Myths of Spring — Part 2

Today is the day — the first of two — in which the Earth’s equator passes directly through the center of the sun, causing the day to be balanced in both light and darkness.  This phenomenon is called the Equinox — more specifically, the Spring Equinox.  Days like today were rife with superstitions and myths and legends and everything in between.  However, today we will be looking at another couple of myths from around the world  that talk about the change of seasons.  Last time we took a look at both Chinese and Greek mythology — at the kidnapping of Persephone and at the candle dragon himself.  But now?  Now we will see what the Canaanites believed as well as the Norse in regards to the change of seasons.

springAccording to Canaanite beliefs, the changing of the seasons happened after Baal — the god of storms — defeated the god of the sea to become king of the gods.  Baal thought himself to be above all, and so he ordered that Mot, the god of the dead, was to not set foot anywhere on the earth except for the desert.  Mot, forced to wander the desert, turns around and invites Baal to the Netherworld for a “visit.”  Baal is, in turn, forced to go in order to save face as the new ruler of the gods, however when he gets there, Mot tricks him into eating the food of the dead: mud.  Thus, Baal is trapped in the underworld and the world dries up into an eternal summer — crops do not grow, the land becomes scorched, and the heat causes the waters to dry.  While Baal is away, Baal’s wife — Anat — prays for her husband’s release.  The gods refuse to help her, so she herself descends to the Netherworld to plead with Mot directly. Mot of course refuses, and thus an infuriated Anat battles the god of the dead and defeats him, wounding him so badly he cannot stop her from taking Baal away.  Rains were restored, but because Baal ate the food of the dead, he is required to spend a part of every year in the Netherworld, and at summer’s end he can come back and heal the world once more.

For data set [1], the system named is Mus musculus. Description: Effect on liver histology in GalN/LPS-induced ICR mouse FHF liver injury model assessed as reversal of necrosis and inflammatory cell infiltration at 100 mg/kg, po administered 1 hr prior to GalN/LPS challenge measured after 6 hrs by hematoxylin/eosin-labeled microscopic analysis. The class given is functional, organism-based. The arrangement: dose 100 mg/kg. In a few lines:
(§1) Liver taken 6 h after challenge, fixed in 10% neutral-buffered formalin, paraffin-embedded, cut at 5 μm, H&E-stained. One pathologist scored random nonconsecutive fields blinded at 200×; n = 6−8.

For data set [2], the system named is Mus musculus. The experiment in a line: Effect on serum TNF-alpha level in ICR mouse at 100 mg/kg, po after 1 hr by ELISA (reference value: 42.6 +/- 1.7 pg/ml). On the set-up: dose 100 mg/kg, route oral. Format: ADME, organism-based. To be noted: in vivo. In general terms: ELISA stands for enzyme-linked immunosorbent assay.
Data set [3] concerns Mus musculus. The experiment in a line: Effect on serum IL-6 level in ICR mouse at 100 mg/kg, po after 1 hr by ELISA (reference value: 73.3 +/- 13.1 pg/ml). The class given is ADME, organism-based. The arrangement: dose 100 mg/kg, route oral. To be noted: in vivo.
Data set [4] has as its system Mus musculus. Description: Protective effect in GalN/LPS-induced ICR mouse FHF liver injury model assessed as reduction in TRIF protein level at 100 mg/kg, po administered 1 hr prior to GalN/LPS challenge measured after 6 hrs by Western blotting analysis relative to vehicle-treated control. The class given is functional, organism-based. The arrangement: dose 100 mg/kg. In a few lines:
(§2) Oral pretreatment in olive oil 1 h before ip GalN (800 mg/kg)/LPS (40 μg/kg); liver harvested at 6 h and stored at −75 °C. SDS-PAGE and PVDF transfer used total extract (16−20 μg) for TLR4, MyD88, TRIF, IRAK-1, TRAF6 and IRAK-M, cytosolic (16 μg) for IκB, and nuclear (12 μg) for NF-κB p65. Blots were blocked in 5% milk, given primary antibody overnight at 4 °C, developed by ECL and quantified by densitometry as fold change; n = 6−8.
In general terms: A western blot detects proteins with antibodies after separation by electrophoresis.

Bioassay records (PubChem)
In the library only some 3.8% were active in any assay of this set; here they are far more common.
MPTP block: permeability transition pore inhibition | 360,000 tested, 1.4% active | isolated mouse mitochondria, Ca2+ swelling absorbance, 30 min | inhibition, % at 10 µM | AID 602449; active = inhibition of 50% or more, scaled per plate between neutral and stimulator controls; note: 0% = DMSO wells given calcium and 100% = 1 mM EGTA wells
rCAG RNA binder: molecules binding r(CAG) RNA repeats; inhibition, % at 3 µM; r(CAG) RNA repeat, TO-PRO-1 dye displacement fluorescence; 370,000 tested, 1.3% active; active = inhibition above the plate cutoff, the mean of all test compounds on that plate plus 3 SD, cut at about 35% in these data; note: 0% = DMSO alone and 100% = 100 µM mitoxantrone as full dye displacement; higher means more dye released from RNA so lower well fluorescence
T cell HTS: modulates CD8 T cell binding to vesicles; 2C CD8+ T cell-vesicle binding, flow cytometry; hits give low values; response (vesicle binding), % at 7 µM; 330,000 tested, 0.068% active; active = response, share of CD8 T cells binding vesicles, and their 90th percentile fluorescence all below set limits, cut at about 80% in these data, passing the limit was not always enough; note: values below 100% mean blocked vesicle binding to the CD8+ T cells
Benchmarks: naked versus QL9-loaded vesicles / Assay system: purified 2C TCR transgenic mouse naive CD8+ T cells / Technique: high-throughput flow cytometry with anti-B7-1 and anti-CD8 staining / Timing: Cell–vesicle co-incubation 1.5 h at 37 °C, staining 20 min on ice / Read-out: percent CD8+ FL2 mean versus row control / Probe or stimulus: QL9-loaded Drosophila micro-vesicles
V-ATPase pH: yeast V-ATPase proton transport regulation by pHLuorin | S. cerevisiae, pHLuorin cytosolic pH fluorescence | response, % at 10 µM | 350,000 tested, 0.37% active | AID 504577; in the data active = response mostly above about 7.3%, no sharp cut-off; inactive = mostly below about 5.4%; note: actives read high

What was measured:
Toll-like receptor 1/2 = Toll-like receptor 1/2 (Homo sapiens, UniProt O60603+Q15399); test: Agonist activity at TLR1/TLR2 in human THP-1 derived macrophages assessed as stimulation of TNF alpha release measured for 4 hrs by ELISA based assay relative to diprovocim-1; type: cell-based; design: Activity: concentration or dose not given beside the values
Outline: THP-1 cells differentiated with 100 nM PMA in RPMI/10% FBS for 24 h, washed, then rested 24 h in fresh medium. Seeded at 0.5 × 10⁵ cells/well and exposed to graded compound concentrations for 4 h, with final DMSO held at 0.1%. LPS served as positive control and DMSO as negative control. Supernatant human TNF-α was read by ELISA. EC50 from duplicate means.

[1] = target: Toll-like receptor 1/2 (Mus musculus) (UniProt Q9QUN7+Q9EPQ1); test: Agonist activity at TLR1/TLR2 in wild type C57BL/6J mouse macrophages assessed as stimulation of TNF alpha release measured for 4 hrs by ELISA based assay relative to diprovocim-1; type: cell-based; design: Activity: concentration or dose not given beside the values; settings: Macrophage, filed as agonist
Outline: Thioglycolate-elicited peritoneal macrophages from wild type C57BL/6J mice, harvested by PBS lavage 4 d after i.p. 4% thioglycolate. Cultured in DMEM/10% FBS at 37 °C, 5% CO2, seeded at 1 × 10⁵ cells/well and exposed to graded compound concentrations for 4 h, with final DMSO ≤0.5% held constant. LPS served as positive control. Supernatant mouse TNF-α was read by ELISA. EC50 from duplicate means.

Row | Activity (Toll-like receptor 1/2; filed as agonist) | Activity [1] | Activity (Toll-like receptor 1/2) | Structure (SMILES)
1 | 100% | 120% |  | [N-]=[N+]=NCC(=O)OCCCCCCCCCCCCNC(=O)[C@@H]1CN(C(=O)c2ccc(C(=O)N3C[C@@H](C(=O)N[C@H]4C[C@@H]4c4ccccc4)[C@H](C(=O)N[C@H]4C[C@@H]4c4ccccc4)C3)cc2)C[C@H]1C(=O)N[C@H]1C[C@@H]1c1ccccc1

sprin3Our second myth today is a funny one, since many versions of this myth exist and they all contradict each other.  The beginning is usually the same: either Frigga (Baldur’s mother), Odin (Baldur’s father), and Baldur himself begin to suffer from nightmares about Baldur’s death.  Frigga goes around and has every living and non-living thing swear that no harm will come to Baldur — with the exception of mistletoe.  The other gods make a game of throwing things at Baldur and watching them bounce off harmlessly until Loki convinces a blind Hodr (in some versions of this myth, he is Baldur’s brother) to throw a spear that Loki guides.  This spear is made of mistletoe, and when it pierces Baldur’s chest, he drops down dead.

spring2This is where the myth changes.  In some versions, both Hodr and Baldur die — Hodr being killed for murdering his brother.  In these pre-Christian versions, Frigga begs Hel to release them and they are allowed out — separately — for half of the year only.  Hodr, because he is blind, is associated with darkness and explains the winter seasons while Baldur was described as a god of light and therefore was the other half of the year — summer and spring.  Other post-Christian versions of this myth tie Baldur to Christ in that he will only rise once more after Ragnarök, returning from the land of the dead.  However, these post-Christian versions also depict Baldur as being passive as objects are thrown at him while pre-Christian versions show him as being battle-ready at all times.